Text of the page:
Facebook (FB) has built and acquired a solid family of assets during the last decade. About 2.8 billion people use the social media giant’s family of apps per month.

Even a series of bad publicity events around data privacy has not shaken this juggernaut. FB shows continual profits and revenue each quarter. In Q3 2019, the company reached 2.45 billion monthly users, up 1.65% from 2.41 billion in Q2 2019. Facebook recorded $17.65 billion in revenue, up 29% year-over-year.

During the last decade, mobile consumers worldwide downloaded a record 120 billion apps from Apple’s App Store and Google Play, according to App Annie, which tracks the mobile application space.

Topping the list for downloads since 2010 are unsurprisingly Facebook and its associated apps. Facebook was the top app, followed by Facebook Messenger, WhatsApp, Instagram and Snapchat—the only app not owned by FB.

Facebook is entrenched in the daily lives of its users. This makes it very difficult for people to give up the platform, even if they don’t trust it to protect their personal information. Moreover, FB’s massive reach means advertisers have no choice but to use this platform.

Governments across the globe are growing wary of Facebook’s market power.

Facebook owning the top four most downloaded apps of the decade, and with continual user and revenue growth, only bolsters critics’ arguments. It has long enjoyed an environment with few regulations. However, the last two years have seen increased scrutiny and regulations around privacy, security and transparency.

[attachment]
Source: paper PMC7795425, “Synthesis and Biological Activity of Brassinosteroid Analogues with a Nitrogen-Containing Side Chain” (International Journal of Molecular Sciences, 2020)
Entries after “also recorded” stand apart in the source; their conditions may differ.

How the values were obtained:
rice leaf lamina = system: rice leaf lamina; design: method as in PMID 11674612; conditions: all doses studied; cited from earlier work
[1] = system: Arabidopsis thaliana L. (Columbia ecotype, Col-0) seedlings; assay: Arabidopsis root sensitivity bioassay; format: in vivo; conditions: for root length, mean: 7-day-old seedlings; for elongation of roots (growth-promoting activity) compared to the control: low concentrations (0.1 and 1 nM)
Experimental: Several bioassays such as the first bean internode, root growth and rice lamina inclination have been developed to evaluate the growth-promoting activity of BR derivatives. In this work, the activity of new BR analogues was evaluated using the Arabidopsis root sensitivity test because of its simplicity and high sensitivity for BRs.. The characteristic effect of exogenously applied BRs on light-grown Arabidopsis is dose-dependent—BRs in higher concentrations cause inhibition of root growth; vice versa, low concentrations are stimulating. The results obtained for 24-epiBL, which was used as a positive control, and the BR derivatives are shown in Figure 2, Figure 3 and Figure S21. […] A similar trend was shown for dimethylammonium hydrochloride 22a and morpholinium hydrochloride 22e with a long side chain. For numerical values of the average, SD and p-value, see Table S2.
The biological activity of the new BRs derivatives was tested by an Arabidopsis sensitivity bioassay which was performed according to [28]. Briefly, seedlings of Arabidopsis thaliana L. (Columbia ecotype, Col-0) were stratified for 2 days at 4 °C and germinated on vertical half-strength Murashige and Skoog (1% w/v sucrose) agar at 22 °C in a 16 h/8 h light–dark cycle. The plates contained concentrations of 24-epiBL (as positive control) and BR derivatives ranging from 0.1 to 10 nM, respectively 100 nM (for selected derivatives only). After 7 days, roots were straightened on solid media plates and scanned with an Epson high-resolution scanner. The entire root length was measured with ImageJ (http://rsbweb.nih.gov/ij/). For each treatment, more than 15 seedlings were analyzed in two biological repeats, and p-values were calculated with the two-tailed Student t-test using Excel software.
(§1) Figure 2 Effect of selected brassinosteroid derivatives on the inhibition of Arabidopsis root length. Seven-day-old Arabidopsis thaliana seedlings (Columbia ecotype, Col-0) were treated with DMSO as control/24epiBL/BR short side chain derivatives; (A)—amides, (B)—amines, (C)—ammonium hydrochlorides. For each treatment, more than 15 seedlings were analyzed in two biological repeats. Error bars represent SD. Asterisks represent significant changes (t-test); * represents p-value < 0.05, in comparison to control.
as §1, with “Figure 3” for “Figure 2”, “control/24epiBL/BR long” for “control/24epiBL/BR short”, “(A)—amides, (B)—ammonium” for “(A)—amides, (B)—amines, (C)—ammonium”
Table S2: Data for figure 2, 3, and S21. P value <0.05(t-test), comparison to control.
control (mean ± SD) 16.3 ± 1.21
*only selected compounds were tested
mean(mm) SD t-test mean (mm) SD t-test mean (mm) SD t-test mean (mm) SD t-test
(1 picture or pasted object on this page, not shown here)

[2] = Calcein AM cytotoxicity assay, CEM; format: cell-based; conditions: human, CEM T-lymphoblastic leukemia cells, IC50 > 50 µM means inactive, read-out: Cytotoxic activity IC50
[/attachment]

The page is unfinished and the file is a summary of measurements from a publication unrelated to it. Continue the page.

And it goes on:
Despite Facebook’s moves to police itself, the next decade could see regulation having a profound impact. Earlier this year it laid out a vision of overhauling its apps around privacy, with messaging apps being the foundation.

However, FB ignores the real privacy problem – it uses and shares data to target users with advertisements.

If it wants to avoid significant government scrutiny, Facebook must demonstrate through investments that it is increasing its capabilities in counteracting privacy threats and cybercrime that victimizes its users.

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